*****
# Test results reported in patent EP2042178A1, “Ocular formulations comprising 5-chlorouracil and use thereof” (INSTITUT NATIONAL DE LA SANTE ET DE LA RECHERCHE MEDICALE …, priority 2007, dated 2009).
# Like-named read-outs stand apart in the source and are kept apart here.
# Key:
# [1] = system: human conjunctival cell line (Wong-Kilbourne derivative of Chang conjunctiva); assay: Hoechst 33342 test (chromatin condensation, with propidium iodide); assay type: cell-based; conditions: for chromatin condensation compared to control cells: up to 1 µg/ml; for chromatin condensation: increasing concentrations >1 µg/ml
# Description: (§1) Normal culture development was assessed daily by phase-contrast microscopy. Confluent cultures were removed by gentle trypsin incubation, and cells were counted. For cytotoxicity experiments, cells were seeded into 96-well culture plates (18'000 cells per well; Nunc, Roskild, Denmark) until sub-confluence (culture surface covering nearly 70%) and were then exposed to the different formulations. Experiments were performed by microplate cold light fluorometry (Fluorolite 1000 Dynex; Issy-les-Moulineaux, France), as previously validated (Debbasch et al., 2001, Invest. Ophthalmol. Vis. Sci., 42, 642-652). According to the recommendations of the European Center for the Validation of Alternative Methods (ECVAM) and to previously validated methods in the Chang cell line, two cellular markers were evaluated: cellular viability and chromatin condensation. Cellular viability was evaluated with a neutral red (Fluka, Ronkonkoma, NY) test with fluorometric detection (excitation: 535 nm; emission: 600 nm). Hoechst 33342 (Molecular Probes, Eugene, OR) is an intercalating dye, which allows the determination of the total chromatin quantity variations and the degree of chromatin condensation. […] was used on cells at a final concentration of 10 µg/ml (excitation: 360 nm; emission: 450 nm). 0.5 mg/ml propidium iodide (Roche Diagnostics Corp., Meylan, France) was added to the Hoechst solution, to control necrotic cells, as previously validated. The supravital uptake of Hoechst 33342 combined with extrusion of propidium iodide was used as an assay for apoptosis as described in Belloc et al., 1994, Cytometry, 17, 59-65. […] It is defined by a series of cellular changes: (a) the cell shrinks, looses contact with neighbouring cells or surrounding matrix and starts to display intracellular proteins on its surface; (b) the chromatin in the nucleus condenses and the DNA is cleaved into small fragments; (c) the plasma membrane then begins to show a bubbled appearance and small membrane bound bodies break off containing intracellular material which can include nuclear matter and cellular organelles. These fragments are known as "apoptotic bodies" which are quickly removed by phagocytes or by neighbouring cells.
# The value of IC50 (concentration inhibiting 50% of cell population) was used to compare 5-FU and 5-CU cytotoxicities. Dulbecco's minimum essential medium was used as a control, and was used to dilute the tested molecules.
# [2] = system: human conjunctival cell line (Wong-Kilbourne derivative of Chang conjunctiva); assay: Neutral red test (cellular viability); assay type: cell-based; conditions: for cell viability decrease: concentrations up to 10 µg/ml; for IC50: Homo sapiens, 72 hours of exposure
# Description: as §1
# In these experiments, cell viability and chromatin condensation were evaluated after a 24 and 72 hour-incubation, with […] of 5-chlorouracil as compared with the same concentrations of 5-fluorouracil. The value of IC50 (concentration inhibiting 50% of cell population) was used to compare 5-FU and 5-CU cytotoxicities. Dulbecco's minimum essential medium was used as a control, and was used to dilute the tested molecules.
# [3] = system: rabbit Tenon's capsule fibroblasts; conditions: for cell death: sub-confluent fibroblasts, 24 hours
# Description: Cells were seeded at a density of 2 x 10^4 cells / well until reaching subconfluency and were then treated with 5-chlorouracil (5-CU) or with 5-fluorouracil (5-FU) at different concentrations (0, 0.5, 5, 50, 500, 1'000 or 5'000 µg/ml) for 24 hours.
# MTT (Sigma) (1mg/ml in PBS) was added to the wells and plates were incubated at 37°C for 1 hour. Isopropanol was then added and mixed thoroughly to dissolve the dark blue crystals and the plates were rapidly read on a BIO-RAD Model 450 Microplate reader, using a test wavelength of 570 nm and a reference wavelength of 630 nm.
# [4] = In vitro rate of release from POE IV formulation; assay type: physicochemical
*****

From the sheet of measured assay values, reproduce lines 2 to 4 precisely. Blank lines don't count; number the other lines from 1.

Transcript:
# Like-named read-outs stand apart in the source and are kept apart here.
# Key:
# [1] = system: human conjunctival cell line (Wong-Kilbourne derivative of Chang conjunctiva); assay: Hoechst 33342 test (chromatin condensation, with propidium iodide); assay type: cell-based; conditions: for chromatin condensation compared to control cells: up to 1 µg/ml; for chromatin condensation: increasing concentrations >1 µg/ml